Writer Yoram Kaniuk
Writer Yoram Kaniuk after being awarded the Sapir Prize for his book “1948,” or “Tashah” in Hebrew letters. Photo by By Maya Sela
Text size

Yoram Kaniuk is the winner of the Sapir Literary Prize for 2011 for his book "1948," [Tashah in the Hebrew letters], published by Yediot Books. Kaniuk was awarded the NIS 150,000 prize at a ceremony in the Tel Aviv Port yesterday.

"Kaniuk's '1948' is a story with autobiographical elements and collective, national significance," the panel that selected the winner wrote in its decision.

"The book wanders in the narrator's memories from the time he took part in the War of Independence as a youth, as though sleepwalking. The coming-of-age story blurs the boundaries between courage and futility, historic injustice and justice, manly camaraderie and childish naivete. The uninhibited movement in the memory space is bold and direct, undermines conventions and fluctuates between dramatic power and lyric finesse," the panel wrote.

The panel, headed by Professor Zeev Zachor, consisted of Bilha Ben Eliyahu, Professor Tamar Elor, Professor Nitza Ben-Dov, Dr. Omri Herzog, journalist Emanuel Halperin and Zohar Avitan of Sapir College.

Zachor said of the five authors who had been shortlisted for the prize that "there is no harmony here and no need for it. We've matured.... Two questions arise from the books. The first is what now? The second is about identity - what am I? The committee firmly dismissed any thought of [the] politically correct. There was no consideration but the book's quality. The literary crop we've read is fascinating, and the book we chose is marvelous."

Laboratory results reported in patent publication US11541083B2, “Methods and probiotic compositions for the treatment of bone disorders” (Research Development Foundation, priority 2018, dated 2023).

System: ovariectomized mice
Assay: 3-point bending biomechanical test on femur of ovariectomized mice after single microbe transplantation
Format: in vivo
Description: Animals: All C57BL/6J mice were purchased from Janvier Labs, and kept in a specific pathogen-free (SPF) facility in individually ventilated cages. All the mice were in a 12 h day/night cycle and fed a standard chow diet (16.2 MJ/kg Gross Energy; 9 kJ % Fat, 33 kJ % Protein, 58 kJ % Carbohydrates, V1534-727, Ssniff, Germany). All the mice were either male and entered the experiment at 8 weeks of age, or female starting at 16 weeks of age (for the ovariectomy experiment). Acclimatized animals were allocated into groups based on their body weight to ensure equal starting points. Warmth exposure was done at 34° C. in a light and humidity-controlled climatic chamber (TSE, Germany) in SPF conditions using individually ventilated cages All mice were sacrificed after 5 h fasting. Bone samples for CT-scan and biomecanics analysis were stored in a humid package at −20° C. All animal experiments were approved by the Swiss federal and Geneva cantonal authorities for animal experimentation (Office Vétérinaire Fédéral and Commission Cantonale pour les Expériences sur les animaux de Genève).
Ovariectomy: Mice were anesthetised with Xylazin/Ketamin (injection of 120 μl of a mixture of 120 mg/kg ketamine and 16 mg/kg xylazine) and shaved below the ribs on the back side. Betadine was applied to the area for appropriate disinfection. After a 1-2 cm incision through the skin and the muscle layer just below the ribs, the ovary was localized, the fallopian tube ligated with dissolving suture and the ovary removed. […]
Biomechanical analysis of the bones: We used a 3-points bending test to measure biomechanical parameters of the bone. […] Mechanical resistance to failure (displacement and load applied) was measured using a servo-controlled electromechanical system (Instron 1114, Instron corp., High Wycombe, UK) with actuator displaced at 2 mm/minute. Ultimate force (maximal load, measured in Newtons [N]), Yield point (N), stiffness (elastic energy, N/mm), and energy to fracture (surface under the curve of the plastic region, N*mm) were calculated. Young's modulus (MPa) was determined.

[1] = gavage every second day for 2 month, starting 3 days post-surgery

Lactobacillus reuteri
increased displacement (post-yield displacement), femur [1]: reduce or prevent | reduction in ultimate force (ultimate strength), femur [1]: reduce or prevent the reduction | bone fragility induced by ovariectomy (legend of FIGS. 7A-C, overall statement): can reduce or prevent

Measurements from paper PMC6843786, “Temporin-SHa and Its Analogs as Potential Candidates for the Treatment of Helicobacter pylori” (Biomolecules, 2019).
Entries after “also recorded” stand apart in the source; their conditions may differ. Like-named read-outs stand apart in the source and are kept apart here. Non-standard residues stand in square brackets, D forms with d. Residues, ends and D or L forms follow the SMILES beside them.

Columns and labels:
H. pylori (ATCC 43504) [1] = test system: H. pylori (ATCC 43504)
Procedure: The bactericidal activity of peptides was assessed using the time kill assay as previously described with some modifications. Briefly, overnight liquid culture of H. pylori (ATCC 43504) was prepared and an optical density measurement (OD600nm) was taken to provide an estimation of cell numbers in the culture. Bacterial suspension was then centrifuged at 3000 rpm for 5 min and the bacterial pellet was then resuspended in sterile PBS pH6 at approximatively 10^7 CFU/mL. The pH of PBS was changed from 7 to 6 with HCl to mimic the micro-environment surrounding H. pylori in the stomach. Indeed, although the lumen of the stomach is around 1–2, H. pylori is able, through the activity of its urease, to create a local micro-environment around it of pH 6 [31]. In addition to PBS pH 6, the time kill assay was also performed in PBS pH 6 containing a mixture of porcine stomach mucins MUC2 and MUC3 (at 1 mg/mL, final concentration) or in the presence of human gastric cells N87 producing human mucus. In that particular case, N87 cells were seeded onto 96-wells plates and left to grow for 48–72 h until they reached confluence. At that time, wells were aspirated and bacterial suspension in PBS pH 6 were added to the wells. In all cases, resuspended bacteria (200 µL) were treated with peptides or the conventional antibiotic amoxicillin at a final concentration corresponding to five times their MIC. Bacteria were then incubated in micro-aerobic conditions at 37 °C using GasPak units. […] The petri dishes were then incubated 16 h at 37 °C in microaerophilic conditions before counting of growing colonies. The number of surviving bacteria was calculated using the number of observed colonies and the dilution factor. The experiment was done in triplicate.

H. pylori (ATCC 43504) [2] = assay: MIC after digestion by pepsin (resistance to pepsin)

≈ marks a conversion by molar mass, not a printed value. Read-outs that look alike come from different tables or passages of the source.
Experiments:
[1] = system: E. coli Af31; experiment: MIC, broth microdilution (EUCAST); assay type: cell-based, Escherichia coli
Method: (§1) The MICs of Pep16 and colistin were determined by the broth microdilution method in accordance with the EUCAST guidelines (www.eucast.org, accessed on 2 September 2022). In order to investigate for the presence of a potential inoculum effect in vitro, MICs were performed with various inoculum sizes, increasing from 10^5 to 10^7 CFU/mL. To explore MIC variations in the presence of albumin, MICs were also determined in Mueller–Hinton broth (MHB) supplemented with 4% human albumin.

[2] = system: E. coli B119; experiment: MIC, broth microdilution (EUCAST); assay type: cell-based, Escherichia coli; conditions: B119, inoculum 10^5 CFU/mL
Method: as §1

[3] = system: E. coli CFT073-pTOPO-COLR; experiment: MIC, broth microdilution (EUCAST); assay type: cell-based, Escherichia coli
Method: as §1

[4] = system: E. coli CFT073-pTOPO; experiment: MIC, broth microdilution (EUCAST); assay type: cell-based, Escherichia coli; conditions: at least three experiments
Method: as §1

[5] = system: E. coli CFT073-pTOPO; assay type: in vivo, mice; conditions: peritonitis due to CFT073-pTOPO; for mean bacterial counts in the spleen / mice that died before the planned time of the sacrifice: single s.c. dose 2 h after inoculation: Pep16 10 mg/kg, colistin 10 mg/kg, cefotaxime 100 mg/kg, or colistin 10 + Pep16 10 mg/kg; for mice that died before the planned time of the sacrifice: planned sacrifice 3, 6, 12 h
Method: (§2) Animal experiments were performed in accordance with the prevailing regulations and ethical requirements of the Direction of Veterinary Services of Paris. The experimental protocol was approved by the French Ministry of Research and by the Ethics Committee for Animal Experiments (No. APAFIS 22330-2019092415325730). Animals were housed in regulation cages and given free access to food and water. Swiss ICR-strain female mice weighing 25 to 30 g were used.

In "1948" Kaniuk writes about the War of Independence, from the UN's recognition of the state of Israel and the ensuing war, in which he took part.

Kaniuk said he was extremely surprised to win the prize. "Age triumphed over beauty. I did not believe I'd win so I only brought two people with me, my wife and my friend, who is a cardiologist, so that if, heaven forbid, I have a heart attack, he'd help me. I was sure I'd leave shamefaced. Even my daughters aren't here," he said.

Kaniuk joked about his poverty as a writer. "As one who has two cancers and a difficult blood disease, I thought about being able to receive medical marijuana, and to sit in a cafe and sell it. Then the police would come and arrest me, a Jew of 81. In the end I didn't do it," he said.

Kaniuk said the 1948 war was terrible. "The leaders of that generation thought we would defeat the Germans and all the goyim. They expected us to be heroes, to be born from the sea - what we ultimately became was Jews. The Palmach war was a Jewish war par excellence. Few against many. We paid a terrible price."

The other four finalists for the prize were Nir Baram ("Good People" from Am Oved ), Leah Aini ("Rose of Lebanon" from Zmora Bitan ), Assaf Inbari ("Home" from Yediot Books ) and Sayed Kashua ("Second Person Singular" from Keter ).